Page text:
In The Imitation of Christ Thomas à Kempis says, “The life of a good man must be mighty in virtues, that he should be inwardly what he appears outwardly to others.” We need God’s life and light to transform our inner spirit so that righteousness, peace and joy in the Holy Spirit begin to pervade all we are and think. But such purity of heart does not just fall on our heads. We need to go through a process of sowing to the Spirit, through the exercise of the classical Disciplines of the spiritual life. As Elizabeth O’Connor has said, “no person or group or movement has vigor and power unless it is disciplined.” We must take up a consciously chosen course of action which places us before God in such a way that he can work the righteousness of the Kingdom into us.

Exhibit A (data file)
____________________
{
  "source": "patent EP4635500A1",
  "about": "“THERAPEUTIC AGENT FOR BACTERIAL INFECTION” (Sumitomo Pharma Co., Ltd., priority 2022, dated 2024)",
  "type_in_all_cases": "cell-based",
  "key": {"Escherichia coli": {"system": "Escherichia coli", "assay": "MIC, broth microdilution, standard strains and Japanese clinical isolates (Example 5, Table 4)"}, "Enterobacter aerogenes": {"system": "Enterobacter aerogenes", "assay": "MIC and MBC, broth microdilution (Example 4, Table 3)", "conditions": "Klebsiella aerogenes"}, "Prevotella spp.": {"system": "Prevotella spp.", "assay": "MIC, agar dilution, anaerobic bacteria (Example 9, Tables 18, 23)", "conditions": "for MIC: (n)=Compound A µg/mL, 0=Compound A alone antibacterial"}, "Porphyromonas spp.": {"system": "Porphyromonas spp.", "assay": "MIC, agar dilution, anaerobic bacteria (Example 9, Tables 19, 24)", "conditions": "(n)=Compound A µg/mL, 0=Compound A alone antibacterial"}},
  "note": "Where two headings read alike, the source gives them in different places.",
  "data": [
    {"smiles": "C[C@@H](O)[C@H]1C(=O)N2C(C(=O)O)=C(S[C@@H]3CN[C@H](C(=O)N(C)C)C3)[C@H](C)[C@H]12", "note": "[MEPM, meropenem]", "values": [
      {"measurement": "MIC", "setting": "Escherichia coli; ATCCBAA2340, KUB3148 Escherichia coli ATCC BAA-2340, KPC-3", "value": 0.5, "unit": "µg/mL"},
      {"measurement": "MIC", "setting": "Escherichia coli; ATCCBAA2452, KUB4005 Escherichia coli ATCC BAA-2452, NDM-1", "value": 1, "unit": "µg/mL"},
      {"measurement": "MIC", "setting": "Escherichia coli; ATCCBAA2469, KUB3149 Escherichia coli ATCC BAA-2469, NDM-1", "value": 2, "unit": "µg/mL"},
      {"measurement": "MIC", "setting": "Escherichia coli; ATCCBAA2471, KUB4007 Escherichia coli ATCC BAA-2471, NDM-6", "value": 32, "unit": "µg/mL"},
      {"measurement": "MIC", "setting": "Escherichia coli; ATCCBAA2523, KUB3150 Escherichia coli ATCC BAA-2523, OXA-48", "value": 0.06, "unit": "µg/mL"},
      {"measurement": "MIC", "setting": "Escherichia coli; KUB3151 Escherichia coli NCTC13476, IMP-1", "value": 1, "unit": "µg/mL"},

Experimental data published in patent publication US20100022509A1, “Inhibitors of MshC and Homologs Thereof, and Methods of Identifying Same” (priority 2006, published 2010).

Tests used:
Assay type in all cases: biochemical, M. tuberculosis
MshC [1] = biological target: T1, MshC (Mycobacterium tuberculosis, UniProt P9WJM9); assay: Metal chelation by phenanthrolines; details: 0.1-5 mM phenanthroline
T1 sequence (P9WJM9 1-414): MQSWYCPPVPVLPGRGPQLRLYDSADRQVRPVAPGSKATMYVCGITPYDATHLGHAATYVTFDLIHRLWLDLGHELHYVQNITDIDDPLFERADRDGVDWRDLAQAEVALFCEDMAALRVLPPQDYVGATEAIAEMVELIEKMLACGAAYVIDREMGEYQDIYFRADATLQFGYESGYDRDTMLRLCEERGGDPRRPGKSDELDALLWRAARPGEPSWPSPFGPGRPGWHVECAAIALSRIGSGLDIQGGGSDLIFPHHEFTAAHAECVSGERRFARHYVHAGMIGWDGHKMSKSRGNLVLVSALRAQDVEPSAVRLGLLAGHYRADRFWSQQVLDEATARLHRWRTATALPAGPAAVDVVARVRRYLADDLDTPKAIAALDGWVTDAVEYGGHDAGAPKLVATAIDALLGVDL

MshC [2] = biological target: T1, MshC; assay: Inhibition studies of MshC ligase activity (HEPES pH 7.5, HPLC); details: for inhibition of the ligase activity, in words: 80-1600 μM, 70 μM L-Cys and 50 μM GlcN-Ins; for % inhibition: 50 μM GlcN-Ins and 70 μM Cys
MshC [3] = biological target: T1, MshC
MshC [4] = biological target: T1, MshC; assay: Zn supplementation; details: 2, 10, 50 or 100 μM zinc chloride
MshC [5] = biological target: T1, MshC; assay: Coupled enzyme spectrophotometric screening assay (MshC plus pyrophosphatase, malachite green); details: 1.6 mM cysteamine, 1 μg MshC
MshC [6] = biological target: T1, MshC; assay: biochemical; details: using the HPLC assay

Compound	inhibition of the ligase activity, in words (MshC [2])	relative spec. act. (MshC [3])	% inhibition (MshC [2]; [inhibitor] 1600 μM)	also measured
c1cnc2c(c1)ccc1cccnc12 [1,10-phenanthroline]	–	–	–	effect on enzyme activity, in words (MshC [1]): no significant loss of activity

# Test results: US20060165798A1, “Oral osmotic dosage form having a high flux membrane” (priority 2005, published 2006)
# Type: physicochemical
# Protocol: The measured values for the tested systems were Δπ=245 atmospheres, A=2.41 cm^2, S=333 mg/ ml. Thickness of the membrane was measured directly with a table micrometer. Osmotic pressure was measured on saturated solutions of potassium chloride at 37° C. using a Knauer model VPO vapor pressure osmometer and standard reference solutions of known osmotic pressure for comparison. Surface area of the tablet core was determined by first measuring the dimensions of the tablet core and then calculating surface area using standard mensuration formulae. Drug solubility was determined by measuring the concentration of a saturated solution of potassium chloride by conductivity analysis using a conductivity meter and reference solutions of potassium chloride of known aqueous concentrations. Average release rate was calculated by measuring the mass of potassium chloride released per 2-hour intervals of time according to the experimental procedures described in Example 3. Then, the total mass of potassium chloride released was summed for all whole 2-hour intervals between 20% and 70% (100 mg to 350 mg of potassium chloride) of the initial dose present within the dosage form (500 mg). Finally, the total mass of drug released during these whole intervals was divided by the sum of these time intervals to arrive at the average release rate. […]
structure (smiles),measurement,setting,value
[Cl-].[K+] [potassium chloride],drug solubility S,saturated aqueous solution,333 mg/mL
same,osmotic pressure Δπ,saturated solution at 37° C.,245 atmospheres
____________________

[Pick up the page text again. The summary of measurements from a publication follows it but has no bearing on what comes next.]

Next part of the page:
These Spiritual Disciplines concern both group and individual life. They include both inward and outward experiences. Through meditation we come to hear God’s voice and obey his word. Prayer is the life of perpetual communion. Fasting is one means through which we open our spirits to the Kingdom of God and concentrate upon the work of God. Through the spiritual experience of study the mind takes on the order and rhythm of whatever it concentrates upon. These inward disciplines are joined by outward disciplines. Simplicity, the life characterized by singleness of purpose, sets us free from the tyranny of ourselves, the tyranny of other people and the tyranny of material possessions. Solitude invites us to enter the recreating silences and let go of our inner compulsions. Through the liberating discipline of submission we can lay aside the burden of always needing to get our own way. In service we can experience the many little deaths of going beyond ourselves which in the end bring resurrection and life. Finally, disciplined living also includes important corporate experiences. Confession is that gracious provision of God through which the wounds of sin may be healed. Worship ushers us into the Holy of Holies where we can see the Lord high and lifted up. Through the corporate discipline of guidance we can know in our own experience the cloud by day and the pillar of fire by night. Celebration offers the wonderful, hilarious, exuberant experience of walking and leaping and praising God.